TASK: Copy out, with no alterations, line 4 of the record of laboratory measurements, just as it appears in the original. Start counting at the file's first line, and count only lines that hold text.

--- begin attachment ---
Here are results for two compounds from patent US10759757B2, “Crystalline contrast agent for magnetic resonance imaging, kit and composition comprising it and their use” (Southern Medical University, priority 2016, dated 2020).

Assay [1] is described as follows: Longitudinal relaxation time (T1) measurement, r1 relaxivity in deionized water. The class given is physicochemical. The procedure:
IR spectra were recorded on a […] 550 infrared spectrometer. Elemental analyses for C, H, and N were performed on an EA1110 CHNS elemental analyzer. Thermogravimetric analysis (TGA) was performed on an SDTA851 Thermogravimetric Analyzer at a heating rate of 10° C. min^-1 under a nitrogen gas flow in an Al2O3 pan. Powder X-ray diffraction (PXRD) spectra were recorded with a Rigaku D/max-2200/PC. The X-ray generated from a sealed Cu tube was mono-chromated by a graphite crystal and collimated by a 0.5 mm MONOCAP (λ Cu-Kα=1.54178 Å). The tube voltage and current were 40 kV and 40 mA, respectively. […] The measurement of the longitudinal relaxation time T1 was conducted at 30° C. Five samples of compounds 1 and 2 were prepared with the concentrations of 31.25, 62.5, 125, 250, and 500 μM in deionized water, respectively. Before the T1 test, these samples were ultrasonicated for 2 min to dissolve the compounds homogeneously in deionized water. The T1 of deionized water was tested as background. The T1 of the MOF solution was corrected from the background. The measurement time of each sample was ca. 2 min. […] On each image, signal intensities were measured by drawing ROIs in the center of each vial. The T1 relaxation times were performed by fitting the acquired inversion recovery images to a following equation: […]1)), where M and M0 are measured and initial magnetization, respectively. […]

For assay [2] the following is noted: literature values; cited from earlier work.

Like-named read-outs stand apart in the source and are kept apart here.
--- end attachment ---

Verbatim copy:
For assay [2] the following is noted: literature values; cited from earlier work.